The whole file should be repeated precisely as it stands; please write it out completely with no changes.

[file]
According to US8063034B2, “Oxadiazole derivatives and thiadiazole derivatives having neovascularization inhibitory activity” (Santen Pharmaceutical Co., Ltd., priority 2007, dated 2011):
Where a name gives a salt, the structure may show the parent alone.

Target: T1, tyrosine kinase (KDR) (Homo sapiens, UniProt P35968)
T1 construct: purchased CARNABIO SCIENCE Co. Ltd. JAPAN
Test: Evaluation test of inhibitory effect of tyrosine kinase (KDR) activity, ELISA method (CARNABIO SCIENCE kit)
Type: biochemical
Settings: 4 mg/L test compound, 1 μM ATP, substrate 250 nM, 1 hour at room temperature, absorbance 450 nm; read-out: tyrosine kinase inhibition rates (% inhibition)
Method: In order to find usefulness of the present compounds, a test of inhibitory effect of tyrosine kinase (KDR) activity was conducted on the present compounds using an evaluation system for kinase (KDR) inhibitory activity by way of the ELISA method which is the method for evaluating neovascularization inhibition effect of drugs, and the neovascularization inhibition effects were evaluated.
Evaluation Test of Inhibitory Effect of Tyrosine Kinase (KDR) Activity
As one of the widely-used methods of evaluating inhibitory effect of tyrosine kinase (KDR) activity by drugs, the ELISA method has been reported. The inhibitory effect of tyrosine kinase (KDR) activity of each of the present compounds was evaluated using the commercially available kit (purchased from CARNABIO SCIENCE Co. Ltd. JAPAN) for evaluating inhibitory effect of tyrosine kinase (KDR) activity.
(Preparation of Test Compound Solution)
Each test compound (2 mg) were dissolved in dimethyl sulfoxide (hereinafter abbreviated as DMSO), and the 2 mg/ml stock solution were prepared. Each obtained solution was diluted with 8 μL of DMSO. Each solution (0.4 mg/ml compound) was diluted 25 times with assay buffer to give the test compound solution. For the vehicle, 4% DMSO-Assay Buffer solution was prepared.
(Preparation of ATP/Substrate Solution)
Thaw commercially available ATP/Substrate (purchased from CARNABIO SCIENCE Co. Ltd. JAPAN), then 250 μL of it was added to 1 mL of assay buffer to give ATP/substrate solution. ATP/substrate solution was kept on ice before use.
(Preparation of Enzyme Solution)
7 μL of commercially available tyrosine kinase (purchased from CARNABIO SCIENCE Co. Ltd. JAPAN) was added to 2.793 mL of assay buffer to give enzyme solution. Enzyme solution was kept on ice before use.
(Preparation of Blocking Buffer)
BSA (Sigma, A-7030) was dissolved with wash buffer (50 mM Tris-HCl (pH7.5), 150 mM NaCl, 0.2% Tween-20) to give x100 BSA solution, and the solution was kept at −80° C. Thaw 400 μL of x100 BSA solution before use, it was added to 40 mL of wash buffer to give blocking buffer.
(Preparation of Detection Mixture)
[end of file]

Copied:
According to US8063034B2, “Oxadiazole derivatives and thiadiazole derivatives having neovascularization inhibitory activity” (Santen Pharmaceutical Co., Ltd., priority 2007, dated 2011):
Where a name gives a salt, the structure may show the parent alone.

Target: T1, tyrosine kinase (KDR) (Homo sapiens, UniProt P35968)
T1 construct: purchased CARNABIO SCIENCE Co. Ltd. JAPAN
Test: Evaluation test of inhibitory effect of tyrosine kinase (KDR) activity, ELISA method (CARNABIO SCIENCE kit)
Type: biochemical
Settings: 4 mg/L test compound, 1 μM ATP, substrate 250 nM, 1 hour at room temperature, absorbance 450 nm; read-out: tyrosine kinase inhibition rates (% inhibition)
Method: In order to find usefulness of the present compounds, a test of inhibitory effect of tyrosine kinase (KDR) activity was conducted on the present compounds using an evaluation system for kinase (KDR) inhibitory activity by way of the ELISA method which is the method for evaluating neovascularization inhibition effect of drugs, and the neovascularization inhibition effects were evaluated.
Evaluation Test of Inhibitory Effect of Tyrosine Kinase (KDR) Activity
As one of the widely-used methods of evaluating inhibitory effect of tyrosine kinase (KDR) activity by drugs, the ELISA method has been reported. The inhibitory effect of tyrosine kinase (KDR) activity of each of the present compounds was evaluated using the commercially available kit (purchased from CARNABIO SCIENCE Co. Ltd. JAPAN) for evaluating inhibitory effect of tyrosine kinase (KDR) activity.
(Preparation of Test Compound Solution)
Each test compound (2 mg) were dissolved in dimethyl sulfoxide (hereinafter abbreviated as DMSO), and the 2 mg/ml stock solution were prepared. Each obtained solution was diluted with 8 μL of DMSO. Each solution (0.4 mg/ml compound) was diluted 25 times with assay buffer to give the test compound solution. For the vehicle, 4% DMSO-Assay Buffer solution was prepared.
(Preparation of ATP/Substrate Solution)
Thaw commercially available ATP/Substrate (purchased from CARNABIO SCIENCE Co. Ltd. JAPAN), then 250 μL of it was added to 1 mL of assay buffer to give ATP/substrate solution. ATP/substrate solution was kept on ice before use.
(Preparation of Enzyme Solution)
7 μL of commercially available tyrosine kinase (purchased from CARNABIO SCIENCE Co. Ltd. JAPAN) was added to 2.793 mL of assay buffer to give enzyme solution. Enzyme solution was kept on ice before use.
(Preparation of Blocking Buffer)
BSA (Sigma, A-7030) was dissolved with wash buffer (50 mM Tris-HCl (pH7.5), 150 mM NaCl, 0.2% Tween-20) to give x100 BSA solution, and the solution was kept at −80° C. Thaw 400 μL of x100 BSA solution before use, it was added to 40 mL of wash buffer to give blocking buffer.
(Preparation of Detection Mixture)